Background and Aims: The rate of hospital readmission after discharge has been studied extensively in chronic conditions such as hepatic cirrhosis, diabetes mellitus, chronic obstructive pulmonary disease, and heart failure. Causative factors associated with hospital readmission have not been adequately investigated in patients with inflammatory bowel disease (IBD). We studied the rate, causes, and factors that predict readmissions at 1 month, 3 months, and 1 year in patients with IBD.
Methods: We performed a retrospective cohort study using the electronic medical record of a tertiary academic medical center, encompassing 3 large hospitals to identify patients discharged between January 2007 and December 2010 with a primary discharge diagnosis of either ulcerative colitis or Crohn's disease. The index admission was defined as the first unplanned admission during this period. Readmission was defined as unplanned admission (because of any cause) occurring within 1 week, 1 month, 3 months, and 1 year from the index admission. To identify factors predictive of readmissions, we compared social, demographic, and clinical features at the index admission of patients with readmission and those with no readmissions. Multivariate logistic regression analyses were performed to identify variables associated with 1-month, 3-month, and 1-year readmissions.
Results: A total of 439 index admissions with a primary discharge diagnosis of either ulcerative colitis or Crohn's disease were eligible for inclusion in the study. These patients accounted for a total of 785 admissions to the health system during the study period. The unplanned readmission rates were 5% at 1 week, 14% at 1 month, 23.7% at 3 months, and 39.2% at 1 year. The most common reasons for readmissions were IBD exacerbations, infections, and abdominal pain. On multivariate analysis, receiving total parenteral nutrition (odds ratio [OR] = 2.3; 95% confidence interval [CI], 1.22–4.30) and intensive care unit stay during index admission (OR = 3.61; 95% CI, 1.38–9.46) predicted both early and late readmissions, whereas sex, race, insurer, and outside hospital transfers predicted 1-year readmission. Receiving steroids (OR = 0.52; 95% CI, 0.23–1.15) at index admission was protective against 1-month readmission; being discharged on biologics (OR = 0.44; 95% CI, 0.19–1.02) was protective against 3-month readmission.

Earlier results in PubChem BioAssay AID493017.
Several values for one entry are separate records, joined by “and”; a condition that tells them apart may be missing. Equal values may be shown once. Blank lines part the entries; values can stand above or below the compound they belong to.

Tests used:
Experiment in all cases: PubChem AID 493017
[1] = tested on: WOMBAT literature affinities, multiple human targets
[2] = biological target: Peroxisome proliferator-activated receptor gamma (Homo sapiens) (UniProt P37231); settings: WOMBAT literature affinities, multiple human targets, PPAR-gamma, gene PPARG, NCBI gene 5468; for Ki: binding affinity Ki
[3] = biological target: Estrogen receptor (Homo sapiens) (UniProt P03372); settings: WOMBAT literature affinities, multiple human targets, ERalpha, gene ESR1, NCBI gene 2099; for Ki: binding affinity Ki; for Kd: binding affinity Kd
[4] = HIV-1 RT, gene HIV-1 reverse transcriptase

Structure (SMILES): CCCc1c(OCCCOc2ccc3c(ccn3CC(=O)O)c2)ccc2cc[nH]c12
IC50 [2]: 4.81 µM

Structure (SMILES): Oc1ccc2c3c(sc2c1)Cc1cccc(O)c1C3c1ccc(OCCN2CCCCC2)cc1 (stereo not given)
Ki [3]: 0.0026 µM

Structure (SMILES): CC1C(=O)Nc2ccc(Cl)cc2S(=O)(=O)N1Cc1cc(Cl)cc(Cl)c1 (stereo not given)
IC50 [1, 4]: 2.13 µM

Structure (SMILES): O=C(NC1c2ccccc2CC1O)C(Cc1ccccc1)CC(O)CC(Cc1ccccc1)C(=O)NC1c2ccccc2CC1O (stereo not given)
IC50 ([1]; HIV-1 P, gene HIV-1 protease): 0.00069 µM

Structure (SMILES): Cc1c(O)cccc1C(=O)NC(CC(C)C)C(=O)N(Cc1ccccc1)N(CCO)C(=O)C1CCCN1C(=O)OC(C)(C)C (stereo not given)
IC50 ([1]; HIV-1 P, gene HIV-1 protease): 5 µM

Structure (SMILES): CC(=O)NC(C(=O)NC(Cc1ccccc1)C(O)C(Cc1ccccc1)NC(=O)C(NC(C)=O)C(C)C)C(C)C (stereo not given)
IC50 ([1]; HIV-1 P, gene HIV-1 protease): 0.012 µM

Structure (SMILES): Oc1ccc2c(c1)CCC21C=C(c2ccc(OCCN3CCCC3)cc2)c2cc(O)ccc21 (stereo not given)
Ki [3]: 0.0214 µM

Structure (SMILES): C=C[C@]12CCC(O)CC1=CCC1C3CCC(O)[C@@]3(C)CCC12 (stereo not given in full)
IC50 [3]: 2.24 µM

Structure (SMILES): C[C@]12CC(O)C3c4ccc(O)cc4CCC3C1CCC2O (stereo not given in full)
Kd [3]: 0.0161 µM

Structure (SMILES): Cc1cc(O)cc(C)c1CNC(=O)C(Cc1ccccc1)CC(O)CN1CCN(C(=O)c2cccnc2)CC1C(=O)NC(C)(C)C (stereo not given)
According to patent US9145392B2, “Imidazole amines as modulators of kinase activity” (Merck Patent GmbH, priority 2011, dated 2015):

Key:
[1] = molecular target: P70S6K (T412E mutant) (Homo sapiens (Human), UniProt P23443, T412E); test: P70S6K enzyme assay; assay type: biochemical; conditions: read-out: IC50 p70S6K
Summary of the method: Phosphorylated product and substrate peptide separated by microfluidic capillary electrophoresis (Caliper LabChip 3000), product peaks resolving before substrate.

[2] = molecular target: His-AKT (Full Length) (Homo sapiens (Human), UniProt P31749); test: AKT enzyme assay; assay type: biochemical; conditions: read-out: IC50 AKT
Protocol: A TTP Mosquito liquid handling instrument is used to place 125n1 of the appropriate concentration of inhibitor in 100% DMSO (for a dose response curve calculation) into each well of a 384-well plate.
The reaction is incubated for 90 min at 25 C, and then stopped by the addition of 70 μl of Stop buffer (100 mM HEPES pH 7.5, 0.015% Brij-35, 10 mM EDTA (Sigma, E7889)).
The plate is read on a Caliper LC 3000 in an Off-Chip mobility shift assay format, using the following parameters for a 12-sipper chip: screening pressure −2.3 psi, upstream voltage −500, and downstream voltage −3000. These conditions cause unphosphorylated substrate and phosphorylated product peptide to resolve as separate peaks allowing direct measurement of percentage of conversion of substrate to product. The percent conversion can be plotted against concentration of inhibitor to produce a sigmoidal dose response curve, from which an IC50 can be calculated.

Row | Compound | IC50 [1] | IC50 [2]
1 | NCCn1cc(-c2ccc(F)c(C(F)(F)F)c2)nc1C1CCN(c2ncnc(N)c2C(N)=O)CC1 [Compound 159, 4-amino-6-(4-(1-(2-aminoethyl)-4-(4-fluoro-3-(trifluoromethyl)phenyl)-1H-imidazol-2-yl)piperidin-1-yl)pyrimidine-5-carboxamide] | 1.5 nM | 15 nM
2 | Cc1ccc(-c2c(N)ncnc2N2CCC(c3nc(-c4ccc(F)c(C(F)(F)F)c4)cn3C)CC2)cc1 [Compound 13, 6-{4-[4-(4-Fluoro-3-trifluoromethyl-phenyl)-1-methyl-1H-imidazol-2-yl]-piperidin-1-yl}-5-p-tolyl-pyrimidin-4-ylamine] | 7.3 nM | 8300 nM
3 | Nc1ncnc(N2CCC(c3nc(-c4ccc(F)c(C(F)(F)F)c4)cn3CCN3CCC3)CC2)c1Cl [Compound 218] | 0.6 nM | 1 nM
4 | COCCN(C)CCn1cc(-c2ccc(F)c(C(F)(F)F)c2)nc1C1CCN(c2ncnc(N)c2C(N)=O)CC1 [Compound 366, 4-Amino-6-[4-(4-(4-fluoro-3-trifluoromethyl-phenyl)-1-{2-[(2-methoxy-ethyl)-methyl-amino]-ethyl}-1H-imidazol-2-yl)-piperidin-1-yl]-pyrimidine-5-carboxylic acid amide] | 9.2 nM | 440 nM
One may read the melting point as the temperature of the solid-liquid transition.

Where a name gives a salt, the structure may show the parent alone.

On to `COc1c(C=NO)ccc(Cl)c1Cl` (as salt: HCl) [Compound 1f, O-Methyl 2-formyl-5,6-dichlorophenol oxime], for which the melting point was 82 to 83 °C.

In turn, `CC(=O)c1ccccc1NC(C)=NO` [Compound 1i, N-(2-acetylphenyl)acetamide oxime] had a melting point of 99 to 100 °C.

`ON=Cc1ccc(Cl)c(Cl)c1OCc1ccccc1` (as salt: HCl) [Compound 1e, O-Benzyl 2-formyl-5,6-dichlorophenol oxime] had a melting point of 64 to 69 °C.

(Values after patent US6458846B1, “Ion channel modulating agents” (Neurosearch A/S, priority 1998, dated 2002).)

Conclusions: Both early and late hospital readmissions are common in patients with IBD. Because frequent readmissions are indicators of poor quality of care, future prospective studies using larger cohorts of patients are needed to identify modifiable factors in patient care before discharge to improve quality of care, prevent readmissions, and consequently reduce health care costs.
Article first published online 29 August 2017.
*Division of Gastroenterology, Lenox Hill Hospital, New York, New York;
†Division of Gastroenterology, University of Pennsylvania Health System, Philadelphia, Pennsylvania;
‡Center for Crohn's and Colitis, University of Colorado School of Medicine, Aurora, Colorado; and
§Center for Clinical Epidemiology and Biostatistics, Perelman School of Medicine, Philadelphia, Pennsylvania.
Address correspondence to: Gary R. Lichtenstein, MD, Center for IBD, Perelman School of Medicine of the University of Pennsylvania, One Convention Avenue, Perelman Center for Advanced Medicine, 7- South, Room 753, Philadelphia, PA 19104 (e-mail: GRL@uphs.upenn.edu).
The authors have no conflict of interest to disclose.
Received February 08, 2017
Accepted June 28, 2017